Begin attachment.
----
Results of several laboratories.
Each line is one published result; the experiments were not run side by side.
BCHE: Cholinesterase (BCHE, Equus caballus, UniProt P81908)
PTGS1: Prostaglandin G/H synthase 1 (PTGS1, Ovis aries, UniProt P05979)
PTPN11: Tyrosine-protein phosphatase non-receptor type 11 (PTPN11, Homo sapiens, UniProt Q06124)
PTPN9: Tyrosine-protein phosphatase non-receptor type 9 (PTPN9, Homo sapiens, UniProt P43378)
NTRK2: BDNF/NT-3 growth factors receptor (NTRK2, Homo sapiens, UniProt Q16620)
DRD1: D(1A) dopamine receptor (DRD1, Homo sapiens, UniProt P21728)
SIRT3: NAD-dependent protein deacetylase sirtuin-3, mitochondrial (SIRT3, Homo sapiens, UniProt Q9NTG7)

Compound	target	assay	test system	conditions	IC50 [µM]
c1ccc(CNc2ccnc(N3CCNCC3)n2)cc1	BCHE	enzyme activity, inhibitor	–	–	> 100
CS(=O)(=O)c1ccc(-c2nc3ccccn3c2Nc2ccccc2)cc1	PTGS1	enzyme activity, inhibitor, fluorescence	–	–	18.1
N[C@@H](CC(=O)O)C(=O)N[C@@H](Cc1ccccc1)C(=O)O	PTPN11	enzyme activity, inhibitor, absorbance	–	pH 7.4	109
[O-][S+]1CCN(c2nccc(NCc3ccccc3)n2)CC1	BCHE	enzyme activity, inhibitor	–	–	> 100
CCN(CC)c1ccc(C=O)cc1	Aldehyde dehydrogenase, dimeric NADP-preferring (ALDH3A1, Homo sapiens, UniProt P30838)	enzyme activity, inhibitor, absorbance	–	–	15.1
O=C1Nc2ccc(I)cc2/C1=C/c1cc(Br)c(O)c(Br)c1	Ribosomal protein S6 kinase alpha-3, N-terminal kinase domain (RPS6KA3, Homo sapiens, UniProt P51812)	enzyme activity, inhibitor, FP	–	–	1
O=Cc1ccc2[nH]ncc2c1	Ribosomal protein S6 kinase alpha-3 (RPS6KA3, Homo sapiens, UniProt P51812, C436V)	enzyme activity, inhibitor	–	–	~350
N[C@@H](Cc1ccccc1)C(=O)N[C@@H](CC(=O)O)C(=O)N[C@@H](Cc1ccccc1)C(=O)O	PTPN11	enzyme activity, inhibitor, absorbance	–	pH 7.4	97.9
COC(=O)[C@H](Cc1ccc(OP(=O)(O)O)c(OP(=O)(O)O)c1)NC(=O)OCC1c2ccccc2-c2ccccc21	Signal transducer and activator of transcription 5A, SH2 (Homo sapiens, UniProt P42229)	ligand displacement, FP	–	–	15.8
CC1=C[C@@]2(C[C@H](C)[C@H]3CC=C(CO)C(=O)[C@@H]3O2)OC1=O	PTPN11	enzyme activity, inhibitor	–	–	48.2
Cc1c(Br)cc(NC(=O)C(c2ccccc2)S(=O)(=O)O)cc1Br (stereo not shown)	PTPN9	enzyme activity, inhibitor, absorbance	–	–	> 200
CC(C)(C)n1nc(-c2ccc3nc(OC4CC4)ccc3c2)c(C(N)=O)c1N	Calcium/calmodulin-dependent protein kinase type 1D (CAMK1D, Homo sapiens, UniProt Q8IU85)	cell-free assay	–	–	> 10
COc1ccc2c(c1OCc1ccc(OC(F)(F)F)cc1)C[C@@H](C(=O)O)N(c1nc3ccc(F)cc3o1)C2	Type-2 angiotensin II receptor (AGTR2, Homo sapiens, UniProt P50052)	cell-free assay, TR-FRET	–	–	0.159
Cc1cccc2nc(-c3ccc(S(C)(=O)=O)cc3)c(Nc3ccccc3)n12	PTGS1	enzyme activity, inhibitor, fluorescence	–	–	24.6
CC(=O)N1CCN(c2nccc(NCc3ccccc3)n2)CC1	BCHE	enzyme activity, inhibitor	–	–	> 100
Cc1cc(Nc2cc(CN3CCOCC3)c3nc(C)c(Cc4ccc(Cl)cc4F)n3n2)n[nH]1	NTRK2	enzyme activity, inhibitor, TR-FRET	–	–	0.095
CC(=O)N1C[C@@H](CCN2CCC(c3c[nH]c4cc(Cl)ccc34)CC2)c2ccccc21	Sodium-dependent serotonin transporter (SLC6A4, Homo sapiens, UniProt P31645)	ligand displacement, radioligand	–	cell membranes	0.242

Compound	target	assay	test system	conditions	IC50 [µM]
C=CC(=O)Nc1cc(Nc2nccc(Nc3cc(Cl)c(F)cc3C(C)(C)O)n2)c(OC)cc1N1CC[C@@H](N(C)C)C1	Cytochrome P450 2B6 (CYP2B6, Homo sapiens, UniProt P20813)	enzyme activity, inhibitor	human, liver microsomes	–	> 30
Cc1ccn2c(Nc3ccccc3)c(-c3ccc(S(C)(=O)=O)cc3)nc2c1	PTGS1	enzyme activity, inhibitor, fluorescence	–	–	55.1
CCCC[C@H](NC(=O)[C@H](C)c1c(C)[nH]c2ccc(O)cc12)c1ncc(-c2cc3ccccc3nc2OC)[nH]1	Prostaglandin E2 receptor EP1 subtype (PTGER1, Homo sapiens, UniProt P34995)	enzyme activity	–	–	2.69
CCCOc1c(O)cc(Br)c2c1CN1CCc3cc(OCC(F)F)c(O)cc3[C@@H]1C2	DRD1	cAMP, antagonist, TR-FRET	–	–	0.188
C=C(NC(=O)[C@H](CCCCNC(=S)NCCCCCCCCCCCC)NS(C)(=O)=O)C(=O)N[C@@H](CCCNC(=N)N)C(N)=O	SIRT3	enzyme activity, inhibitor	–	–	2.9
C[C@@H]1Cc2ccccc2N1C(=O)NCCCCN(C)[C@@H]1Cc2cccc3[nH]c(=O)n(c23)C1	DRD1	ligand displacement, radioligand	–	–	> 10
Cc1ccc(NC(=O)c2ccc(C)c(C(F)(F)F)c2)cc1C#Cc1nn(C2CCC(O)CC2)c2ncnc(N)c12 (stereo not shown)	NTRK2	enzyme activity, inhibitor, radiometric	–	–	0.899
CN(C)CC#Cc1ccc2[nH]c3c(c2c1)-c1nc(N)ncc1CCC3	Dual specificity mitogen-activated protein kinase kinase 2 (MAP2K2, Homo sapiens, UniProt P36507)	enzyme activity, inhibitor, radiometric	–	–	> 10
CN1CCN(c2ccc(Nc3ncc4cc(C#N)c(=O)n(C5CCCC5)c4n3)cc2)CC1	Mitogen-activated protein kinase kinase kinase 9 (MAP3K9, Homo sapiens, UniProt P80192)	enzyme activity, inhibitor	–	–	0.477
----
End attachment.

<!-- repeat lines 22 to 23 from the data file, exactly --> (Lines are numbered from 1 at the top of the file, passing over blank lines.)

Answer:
CC(C)(C)n1nc(-c2ccc3nc(OC4CC4)ccc3c2)c(C(N)=O)c1N	Calcium/calmodulin-dependent protein kinase type 1D (CAMK1D, Homo sapiens, UniProt Q8IU85)	cell-free assay	–	–	> 10
COc1ccc2c(c1OCc1ccc(OC(F)(F)F)cc1)C[C@@H](C(=O)O)N(c1nc3ccc(F)cc3o1)C2	Type-2 angiotensin II receptor (AGTR2, Homo sapiens, UniProt P50052)	cell-free assay, TR-FRET	–	–	0.159